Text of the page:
Escobar-Lemmon, Maria C., Valerie Hoekstra, Alice J. Kang, Miki Caul Kittilson. 2021. “Breaking the Judicial Glass Ceiling: The Appointment of Women to High Courts Worldwide.” Journal of Politics. Download Replication Data.

The appointment of the first woman to a country’s high court is important in terms of women’s ability to serve as judges, but also for the country’s judiciary. In some cases, this glass ceiling was broken as early as the 1940s, but in others this did not occur until after 2010. Based on data we collected on 159 high courts in 124 countries we find the first woman was more likely to be appointed if other countries in the region had done so, the more connections to women’s international non-governmental organizations, and the more women had completed tertiary education relative to men. In wealthy democracies having judges picked by individuals who are electorally accountable makes it more likely the initial woman is selected; in other countries institutional change and the creation of new courts made it more likely the first woman was appointed.

Kang, Alice J., Miki Caul Kittilson, Valerie Hoekstra, and Maria C. Escobar-Lemmon. 2020. “Diverse and Inclusive High Courts: A Global and Intersectional Perspective.” Politics, Groups, & Identities 8 (4): 812-21.

How can we think about representation in the judiciary when there are multiple and overlapping processes of marginalization? A comparative perspective on existing practices of representation on high courts reveals that most appointment systems treat groups as if they are internally homogenous. We argue that judiciaries cannot be fully inclusive if their composition does not reflect a society’s intersecting sources of disadvantage. Our article then explores efforts to promote intersectional inclusion in the context of the highest courts of Canada and South Africa. In Canada, the appointment of the first indigenous judge to the Supreme Court was eclipsed by concerns over finding “the best” (white) judge from a specific geographic region. While South Africa is further along than Canada in promoting intersectional diversity on the highest courts, the inclusion of Black women justices was not automatic.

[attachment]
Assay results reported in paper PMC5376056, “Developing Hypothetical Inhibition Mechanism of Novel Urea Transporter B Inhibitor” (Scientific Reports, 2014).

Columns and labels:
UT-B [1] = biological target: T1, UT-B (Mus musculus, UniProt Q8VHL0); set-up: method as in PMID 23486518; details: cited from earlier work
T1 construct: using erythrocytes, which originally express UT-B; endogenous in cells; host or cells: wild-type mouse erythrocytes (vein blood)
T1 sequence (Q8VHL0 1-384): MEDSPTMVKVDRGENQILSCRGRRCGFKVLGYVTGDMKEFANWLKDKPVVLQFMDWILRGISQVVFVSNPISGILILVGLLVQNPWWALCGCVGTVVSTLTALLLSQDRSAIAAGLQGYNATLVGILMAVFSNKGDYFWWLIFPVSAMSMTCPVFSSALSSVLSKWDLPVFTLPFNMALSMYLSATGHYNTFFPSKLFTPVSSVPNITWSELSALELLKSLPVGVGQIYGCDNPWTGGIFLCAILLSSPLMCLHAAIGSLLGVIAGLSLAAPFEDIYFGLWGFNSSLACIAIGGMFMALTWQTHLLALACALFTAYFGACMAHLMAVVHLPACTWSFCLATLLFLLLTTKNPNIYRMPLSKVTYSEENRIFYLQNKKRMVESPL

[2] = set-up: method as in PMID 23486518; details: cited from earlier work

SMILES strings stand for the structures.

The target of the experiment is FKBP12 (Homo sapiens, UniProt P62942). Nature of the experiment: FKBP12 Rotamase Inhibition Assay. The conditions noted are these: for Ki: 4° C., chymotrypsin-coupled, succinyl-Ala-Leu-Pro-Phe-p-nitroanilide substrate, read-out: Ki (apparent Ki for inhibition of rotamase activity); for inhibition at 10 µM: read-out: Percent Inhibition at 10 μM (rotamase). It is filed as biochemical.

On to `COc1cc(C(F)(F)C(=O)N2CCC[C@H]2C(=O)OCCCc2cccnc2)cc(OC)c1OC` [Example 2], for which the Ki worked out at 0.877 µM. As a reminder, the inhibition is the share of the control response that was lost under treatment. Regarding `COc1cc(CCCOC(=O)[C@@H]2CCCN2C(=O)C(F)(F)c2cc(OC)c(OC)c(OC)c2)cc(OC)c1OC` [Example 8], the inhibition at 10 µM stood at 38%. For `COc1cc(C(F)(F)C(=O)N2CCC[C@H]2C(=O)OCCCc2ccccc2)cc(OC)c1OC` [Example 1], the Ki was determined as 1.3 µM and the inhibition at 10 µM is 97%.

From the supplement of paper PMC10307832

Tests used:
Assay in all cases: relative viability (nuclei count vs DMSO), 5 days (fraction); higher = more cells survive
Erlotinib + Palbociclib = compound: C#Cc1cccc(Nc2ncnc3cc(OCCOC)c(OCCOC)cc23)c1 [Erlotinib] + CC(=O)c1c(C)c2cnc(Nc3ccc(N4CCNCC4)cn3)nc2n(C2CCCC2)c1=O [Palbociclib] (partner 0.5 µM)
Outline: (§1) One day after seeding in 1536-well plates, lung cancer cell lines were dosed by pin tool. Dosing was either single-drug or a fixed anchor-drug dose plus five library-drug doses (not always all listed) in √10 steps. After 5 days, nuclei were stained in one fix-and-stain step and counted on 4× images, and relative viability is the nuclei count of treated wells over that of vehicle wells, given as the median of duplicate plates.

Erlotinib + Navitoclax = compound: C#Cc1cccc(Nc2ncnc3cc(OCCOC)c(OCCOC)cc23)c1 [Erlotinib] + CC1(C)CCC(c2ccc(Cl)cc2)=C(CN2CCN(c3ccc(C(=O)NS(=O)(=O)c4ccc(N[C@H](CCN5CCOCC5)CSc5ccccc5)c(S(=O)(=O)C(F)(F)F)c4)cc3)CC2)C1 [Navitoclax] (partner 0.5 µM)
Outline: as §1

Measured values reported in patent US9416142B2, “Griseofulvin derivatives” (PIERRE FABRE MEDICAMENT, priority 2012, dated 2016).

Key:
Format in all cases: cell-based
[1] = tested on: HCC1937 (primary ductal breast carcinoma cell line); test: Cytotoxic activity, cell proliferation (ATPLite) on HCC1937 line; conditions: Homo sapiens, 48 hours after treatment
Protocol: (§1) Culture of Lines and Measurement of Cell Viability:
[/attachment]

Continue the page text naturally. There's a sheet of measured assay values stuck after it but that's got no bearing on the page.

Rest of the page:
As women are increasingly nominated and appointed to high courts around the world, it is important to examine how nominations are covered by the news media. In this article, we analyze media coverage of high court justices in five democracies: Argentina, Australia, Canada, South Africa, and the United States. The results show some evidence of gendered coverage, especially with regard to the attention paid to the gender of the women appointees.  

Book Chapters

Escobar-Lemmon, Maria C., Valerie Hoekstra, Alice J. Kang, and Miki Caul Kittilson. 2019. “Appointing Women to High Courts.” In Research Handbook on Law and Courts, edited by Susan Sterett and Lee Demetrius Walker. Northampton, MA: Edward Elgar Publishing, 200-212. 

Hoekstra, Valerie, Miki Caul Kittilson, and Elizabeth Andrews Bond. 2014. “Gender, High Courts, and Ideas about Representation in Western Europe.” In Representation: The Case of Women, edited by Maria C. Escobar-Lemmon and Michelle M. Taylor-Robinson. Oxford: Oxford University Press.